Around the same time, a New York University psychologist, Jonathan Haidt, was formulating a theory about why liberals and conservatives have such a hard time productively conversing.
After mucking around in a lot of survey data, he came up with this basic idea: Liberals and people of the left underpin their politics with moral concerns about harm and fairness; they are driven by the imperative to help the vulnerable and see justice done. Conservatives and people of the right value these things as well but have several additional moral touchstones — loyalty, respect and sanctity. They value in-group solidarity, deference to authority, and the protection of purity in mind and body. To liberals, those sincerely held values can look a lot like, in Dr. Haidt’s words, “xenophobia, authoritarianism and Puritanism.” This asymmetry is the fountainhead of mutual incomprehension and disdain.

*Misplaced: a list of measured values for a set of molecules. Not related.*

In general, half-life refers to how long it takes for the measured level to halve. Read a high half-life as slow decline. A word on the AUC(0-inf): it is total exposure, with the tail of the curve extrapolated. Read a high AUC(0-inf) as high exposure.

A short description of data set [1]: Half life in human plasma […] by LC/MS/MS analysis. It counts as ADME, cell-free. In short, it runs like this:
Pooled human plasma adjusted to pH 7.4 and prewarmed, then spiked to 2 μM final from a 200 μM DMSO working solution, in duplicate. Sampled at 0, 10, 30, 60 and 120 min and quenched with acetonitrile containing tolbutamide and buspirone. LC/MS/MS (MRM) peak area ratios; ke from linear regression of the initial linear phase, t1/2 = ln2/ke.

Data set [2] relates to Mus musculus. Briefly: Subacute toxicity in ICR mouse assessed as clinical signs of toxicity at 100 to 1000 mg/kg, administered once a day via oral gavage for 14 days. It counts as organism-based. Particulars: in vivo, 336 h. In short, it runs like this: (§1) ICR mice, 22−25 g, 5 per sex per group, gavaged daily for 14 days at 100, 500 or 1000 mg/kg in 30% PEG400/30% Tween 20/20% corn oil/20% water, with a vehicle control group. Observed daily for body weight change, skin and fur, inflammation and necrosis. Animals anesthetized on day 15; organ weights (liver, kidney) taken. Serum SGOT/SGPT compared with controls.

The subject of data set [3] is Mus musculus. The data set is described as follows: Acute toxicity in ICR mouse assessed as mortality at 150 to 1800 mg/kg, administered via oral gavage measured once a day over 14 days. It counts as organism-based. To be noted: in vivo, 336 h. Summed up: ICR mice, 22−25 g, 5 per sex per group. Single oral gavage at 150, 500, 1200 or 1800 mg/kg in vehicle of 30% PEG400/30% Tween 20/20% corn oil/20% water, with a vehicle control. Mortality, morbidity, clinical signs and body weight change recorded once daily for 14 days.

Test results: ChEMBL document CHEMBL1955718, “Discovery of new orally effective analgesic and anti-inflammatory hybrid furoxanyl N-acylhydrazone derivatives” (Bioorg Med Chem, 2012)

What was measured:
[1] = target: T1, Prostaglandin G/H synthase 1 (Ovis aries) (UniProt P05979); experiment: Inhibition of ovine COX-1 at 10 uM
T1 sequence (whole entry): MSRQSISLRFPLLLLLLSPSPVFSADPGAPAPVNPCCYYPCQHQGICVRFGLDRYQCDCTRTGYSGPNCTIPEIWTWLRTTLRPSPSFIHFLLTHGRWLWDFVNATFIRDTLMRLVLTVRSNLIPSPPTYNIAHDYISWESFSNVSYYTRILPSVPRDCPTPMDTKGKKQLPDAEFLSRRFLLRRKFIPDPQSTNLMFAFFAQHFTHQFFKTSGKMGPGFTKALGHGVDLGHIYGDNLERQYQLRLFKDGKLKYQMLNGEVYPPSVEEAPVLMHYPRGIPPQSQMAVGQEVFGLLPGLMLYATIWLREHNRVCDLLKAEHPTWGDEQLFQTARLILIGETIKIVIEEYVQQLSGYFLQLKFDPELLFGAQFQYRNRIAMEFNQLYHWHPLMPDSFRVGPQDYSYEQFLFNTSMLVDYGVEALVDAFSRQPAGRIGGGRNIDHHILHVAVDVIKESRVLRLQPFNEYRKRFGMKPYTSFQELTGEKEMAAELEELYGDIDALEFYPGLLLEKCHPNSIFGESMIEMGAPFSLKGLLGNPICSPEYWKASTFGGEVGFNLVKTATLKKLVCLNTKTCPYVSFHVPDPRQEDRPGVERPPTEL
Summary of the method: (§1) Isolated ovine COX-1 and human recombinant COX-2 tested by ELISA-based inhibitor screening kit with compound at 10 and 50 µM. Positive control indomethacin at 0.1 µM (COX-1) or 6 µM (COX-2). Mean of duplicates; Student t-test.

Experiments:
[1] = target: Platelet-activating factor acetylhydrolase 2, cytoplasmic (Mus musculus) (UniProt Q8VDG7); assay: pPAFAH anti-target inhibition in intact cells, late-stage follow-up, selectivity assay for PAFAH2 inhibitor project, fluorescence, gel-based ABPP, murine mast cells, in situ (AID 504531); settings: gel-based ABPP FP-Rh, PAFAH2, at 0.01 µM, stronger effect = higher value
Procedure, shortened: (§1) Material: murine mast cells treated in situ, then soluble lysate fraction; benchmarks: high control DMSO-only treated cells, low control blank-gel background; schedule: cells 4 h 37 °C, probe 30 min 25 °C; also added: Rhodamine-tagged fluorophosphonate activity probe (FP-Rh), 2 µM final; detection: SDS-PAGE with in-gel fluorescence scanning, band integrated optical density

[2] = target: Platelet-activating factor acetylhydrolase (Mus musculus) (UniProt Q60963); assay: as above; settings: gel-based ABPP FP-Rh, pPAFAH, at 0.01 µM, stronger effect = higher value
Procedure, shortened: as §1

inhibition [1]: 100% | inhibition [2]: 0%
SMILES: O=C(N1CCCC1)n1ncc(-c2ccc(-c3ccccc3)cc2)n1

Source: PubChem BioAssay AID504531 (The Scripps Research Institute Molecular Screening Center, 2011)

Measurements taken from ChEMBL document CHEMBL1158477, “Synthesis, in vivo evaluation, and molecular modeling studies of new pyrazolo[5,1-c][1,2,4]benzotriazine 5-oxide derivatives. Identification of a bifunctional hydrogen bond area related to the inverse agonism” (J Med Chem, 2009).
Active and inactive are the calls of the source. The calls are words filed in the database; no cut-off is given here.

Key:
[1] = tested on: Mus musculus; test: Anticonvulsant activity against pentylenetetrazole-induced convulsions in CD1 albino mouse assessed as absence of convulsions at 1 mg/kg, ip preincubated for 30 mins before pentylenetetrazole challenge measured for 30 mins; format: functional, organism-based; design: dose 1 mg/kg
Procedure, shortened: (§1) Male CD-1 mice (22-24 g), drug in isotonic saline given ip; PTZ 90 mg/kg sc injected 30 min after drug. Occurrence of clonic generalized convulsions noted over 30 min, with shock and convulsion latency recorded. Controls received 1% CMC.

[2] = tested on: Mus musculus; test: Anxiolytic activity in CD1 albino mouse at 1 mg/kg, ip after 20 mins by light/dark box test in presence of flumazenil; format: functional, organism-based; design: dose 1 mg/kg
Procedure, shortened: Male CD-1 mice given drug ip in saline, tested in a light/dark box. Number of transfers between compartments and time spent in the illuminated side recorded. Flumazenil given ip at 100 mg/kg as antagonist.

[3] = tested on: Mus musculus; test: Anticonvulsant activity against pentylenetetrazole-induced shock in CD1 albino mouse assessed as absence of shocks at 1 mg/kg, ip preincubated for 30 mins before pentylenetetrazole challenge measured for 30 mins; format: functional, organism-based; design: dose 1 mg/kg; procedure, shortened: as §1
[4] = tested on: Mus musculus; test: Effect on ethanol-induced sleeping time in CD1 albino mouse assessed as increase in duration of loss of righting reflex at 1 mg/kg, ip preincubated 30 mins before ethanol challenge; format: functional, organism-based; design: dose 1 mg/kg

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What if the scourge of false news on the internet is not the result of Russian operatives or partisan zealots or computer-controlled bots? What if the main problem is us?
People are the principal culprits, according to a new study examining the flow of stories on Twitter. And people, the study’s authors also say, prefer false news.
As a result, false news travels faster, farther and deeper through the social network than true news.